FrontRunners: From the Robb Cellar

Photograph by Cordero Studios/www.corderostudios.com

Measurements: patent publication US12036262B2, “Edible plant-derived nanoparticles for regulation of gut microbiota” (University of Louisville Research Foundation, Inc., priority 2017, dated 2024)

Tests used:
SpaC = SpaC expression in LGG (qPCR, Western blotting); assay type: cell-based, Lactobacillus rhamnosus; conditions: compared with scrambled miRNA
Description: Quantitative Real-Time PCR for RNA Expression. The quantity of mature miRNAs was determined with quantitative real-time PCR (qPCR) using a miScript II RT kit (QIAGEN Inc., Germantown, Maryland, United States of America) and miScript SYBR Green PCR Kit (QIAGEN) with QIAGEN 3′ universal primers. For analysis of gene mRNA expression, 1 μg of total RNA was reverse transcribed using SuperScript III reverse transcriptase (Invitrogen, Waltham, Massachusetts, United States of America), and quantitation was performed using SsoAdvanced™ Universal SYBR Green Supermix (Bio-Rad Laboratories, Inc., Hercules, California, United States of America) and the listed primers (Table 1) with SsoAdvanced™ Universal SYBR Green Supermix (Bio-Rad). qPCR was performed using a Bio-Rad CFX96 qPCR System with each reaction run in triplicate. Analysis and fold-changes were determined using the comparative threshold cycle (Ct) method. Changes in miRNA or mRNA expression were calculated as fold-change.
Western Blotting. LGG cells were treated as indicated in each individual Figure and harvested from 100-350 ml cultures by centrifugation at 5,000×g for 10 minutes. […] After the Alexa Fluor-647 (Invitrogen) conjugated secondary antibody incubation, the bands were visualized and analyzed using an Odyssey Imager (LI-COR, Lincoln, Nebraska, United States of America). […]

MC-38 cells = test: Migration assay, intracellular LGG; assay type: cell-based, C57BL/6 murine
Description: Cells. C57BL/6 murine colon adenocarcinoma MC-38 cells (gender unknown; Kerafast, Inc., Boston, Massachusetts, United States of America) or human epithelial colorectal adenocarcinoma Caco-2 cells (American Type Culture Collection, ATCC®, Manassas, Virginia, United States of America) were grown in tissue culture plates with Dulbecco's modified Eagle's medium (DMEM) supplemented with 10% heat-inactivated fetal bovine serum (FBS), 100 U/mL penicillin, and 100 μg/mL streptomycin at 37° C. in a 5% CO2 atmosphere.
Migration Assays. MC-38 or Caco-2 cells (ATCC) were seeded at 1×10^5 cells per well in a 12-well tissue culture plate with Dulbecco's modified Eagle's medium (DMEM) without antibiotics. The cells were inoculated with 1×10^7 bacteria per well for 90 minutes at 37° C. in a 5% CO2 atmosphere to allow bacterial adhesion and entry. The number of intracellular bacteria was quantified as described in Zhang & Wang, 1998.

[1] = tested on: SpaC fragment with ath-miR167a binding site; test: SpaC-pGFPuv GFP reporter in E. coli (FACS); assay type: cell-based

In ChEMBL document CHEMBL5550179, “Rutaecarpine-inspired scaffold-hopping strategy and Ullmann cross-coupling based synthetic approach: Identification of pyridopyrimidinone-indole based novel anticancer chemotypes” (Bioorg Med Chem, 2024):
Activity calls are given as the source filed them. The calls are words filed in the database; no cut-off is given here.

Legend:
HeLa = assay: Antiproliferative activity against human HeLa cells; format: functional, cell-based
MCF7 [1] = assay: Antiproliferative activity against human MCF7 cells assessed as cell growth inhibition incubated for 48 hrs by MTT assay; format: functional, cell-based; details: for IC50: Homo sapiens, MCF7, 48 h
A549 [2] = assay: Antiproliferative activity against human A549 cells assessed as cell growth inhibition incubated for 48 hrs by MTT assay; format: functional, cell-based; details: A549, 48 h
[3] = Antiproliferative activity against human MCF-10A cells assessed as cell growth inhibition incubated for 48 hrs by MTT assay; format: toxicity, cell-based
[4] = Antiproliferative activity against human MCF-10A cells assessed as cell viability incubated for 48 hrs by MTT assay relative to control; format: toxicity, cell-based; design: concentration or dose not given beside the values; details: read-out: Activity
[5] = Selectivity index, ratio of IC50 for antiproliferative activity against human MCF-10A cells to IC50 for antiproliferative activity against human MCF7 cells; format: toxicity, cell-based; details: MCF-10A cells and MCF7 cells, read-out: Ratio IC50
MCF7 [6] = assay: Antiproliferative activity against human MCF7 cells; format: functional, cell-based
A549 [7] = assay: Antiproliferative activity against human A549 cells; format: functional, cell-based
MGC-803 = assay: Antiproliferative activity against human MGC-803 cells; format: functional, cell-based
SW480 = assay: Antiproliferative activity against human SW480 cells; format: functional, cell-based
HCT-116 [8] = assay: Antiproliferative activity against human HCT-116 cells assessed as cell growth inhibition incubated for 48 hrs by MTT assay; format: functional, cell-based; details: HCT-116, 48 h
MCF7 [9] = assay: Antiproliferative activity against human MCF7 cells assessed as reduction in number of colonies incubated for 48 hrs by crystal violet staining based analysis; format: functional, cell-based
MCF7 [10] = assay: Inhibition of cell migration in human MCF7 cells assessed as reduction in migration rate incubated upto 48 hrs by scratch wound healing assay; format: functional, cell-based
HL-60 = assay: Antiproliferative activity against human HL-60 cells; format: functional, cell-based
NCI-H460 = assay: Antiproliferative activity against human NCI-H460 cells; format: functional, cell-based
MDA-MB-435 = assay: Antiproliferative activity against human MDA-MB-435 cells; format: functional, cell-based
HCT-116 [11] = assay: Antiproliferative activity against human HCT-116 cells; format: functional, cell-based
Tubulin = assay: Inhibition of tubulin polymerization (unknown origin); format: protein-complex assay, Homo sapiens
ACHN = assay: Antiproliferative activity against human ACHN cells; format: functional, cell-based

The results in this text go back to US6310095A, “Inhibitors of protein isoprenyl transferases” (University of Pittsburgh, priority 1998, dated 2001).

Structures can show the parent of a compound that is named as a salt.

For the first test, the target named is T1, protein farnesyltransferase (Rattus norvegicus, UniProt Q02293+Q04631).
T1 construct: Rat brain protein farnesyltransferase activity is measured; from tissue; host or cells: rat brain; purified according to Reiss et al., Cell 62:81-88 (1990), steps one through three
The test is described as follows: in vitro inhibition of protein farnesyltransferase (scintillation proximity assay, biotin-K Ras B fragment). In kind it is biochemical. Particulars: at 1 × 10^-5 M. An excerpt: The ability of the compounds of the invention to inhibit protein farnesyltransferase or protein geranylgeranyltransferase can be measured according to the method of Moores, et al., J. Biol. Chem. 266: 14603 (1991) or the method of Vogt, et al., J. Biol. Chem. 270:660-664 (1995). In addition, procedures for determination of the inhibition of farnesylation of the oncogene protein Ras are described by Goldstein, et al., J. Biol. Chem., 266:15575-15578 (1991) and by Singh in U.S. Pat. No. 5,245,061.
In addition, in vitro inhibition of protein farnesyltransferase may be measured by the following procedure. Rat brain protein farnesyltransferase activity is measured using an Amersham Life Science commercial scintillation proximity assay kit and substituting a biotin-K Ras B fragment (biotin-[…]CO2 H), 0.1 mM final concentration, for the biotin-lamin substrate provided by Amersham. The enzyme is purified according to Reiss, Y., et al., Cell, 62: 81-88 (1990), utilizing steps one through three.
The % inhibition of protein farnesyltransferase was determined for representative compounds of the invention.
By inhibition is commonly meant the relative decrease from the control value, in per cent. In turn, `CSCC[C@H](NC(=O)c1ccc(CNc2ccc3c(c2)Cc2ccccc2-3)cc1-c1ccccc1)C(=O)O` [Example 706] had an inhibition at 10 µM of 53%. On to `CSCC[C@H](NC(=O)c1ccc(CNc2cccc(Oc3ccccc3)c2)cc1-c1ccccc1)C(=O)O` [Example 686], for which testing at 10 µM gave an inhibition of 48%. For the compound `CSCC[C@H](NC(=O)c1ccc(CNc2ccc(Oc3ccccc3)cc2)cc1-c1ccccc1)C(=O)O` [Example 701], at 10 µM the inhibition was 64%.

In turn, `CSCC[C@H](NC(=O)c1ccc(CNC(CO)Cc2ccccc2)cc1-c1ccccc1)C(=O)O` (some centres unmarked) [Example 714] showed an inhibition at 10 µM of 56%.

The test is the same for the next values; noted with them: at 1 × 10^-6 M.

If the California wine industry might be said to have anything akin to a mad scientist, it would surely be Leo McCloskey. The president and cofounder of Enologix—a wine consultancy firm in Sonoma County—and holder of a doctorate in biology, McCloskey has committed his talents and time to decoding the chemical secrets of fine (and high-scoring) wines for the purpose of schooling clients in how to improve their own productions. Yet, even while he coaches winemakers in how to raise their scores, McCloskey has advocated rather vocally the importance of terroir (the conditions of soil, climate, and sunlight that define the character and quality of the grapes) over technique in determining quality. Infact, he even has suggested that quality can be mapped out by region, declaring the Oakville AVA (American Viticultural Area) the “first growth” region of Napa Valley. Despite the obvious contradiction in someone who makes his living through nurture arguing the virtues of nature, one must admit that McCloskey is right: The Oakville appellation is home to many of the region’s unique properties, including Harlan Estate, To Kalon, Screaming Eagle, and Gargiulo Vineyards. The latter’s latest release, the Gargiulo Vineyards 575 OVX Cabernet Sauvignon 2004, takes its name from the winery’s address at 575 Oakville Crossroad. This basso profundo Cabernet exudes rich aromas of bittersweet chocolate, coffee, leather, and spiced plum. On the palate, blueberry, cherry, and boysenberry flavors blend into a luxuriously textured wine, the sole flaw of which is its scarcity: Alas, a mere 248 three-packs (or 62 cases) were made. If only McCloskey could decode enough of this masterpiece’s secrets to whip up more of the vintage in his laboratory. ($575 per three-bottle case) www.gargiulovineyards.com

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